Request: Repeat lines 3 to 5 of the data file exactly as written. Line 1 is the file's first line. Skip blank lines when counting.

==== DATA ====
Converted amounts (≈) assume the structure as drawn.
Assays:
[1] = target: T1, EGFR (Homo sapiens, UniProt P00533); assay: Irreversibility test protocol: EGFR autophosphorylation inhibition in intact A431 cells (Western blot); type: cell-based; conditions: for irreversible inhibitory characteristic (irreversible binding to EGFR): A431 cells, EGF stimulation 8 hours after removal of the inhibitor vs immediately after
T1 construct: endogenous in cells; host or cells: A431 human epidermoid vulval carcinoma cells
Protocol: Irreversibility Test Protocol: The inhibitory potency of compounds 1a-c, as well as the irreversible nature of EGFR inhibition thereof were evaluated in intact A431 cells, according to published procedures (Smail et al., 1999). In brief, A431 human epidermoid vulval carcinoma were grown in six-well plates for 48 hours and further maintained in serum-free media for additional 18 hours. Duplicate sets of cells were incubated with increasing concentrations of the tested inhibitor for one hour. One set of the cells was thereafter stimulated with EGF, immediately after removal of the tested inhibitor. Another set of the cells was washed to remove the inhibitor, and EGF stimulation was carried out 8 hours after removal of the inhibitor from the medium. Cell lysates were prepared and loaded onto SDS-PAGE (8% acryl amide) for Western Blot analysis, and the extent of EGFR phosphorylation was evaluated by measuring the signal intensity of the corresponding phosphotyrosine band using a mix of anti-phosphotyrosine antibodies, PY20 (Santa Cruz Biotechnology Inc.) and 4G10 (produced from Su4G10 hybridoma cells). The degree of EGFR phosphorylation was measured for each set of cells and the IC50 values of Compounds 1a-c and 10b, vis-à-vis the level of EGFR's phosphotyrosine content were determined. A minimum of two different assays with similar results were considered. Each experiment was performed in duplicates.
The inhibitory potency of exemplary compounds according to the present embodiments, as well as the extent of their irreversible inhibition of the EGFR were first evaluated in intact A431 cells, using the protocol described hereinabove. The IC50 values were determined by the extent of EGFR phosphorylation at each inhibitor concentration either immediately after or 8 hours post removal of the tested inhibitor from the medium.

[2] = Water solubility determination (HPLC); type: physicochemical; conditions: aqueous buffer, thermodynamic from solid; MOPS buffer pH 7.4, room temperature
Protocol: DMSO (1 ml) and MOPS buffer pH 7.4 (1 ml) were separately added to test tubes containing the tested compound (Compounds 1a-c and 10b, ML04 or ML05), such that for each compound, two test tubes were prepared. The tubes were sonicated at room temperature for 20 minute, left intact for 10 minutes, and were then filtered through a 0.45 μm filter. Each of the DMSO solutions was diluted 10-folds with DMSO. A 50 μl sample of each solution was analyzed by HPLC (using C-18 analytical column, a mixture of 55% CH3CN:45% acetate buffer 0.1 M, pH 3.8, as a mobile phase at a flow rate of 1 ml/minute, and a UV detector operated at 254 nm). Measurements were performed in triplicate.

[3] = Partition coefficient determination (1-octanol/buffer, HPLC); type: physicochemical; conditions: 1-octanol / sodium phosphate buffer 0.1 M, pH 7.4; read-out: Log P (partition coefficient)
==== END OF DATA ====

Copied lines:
[1] = target: T1, EGFR (Homo sapiens, UniProt P00533); assay: Irreversibility test protocol: EGFR autophosphorylation inhibition in intact A431 cells (Western blot); type: cell-based; conditions: for irreversible inhibitory characteristic (irreversible binding to EGFR): A431 cells, EGF stimulation 8 hours after removal of the inhibitor vs immediately after
T1 construct: endogenous in cells; host or cells: A431 human epidermoid vulval carcinoma cells
Protocol: Irreversibility Test Protocol: The inhibitory potency of compounds 1a-c, as well as the irreversible nature of EGFR inhibition thereof were evaluated in intact A431 cells, according to published procedures (Smail et al., 1999). In brief, A431 human epidermoid vulval carcinoma were grown in six-well plates for 48 hours and further maintained in serum-free media for additional 18 hours. Duplicate sets of cells were incubated with increasing concentrations of the tested inhibitor for one hour. One set of the cells was thereafter stimulated with EGF, immediately after removal of the tested inhibitor. Another set of the cells was washed to remove the inhibitor, and EGF stimulation was carried out 8 hours after removal of the inhibitor from the medium. Cell lysates were prepared and loaded onto SDS-PAGE (8% acryl amide) for Western Blot analysis, and the extent of EGFR phosphorylation was evaluated by measuring the signal intensity of the corresponding phosphotyrosine band using a mix of anti-phosphotyrosine antibodies, PY20 (Santa Cruz Biotechnology Inc.) and 4G10 (produced from Su4G10 hybridoma cells). The degree of EGFR phosphorylation was measured for each set of cells and the IC50 values of Compounds 1a-c and 10b, vis-à-vis the level of EGFR's phosphotyrosine content were determined. A minimum of two different assays with similar results were considered. Each experiment was performed in duplicates.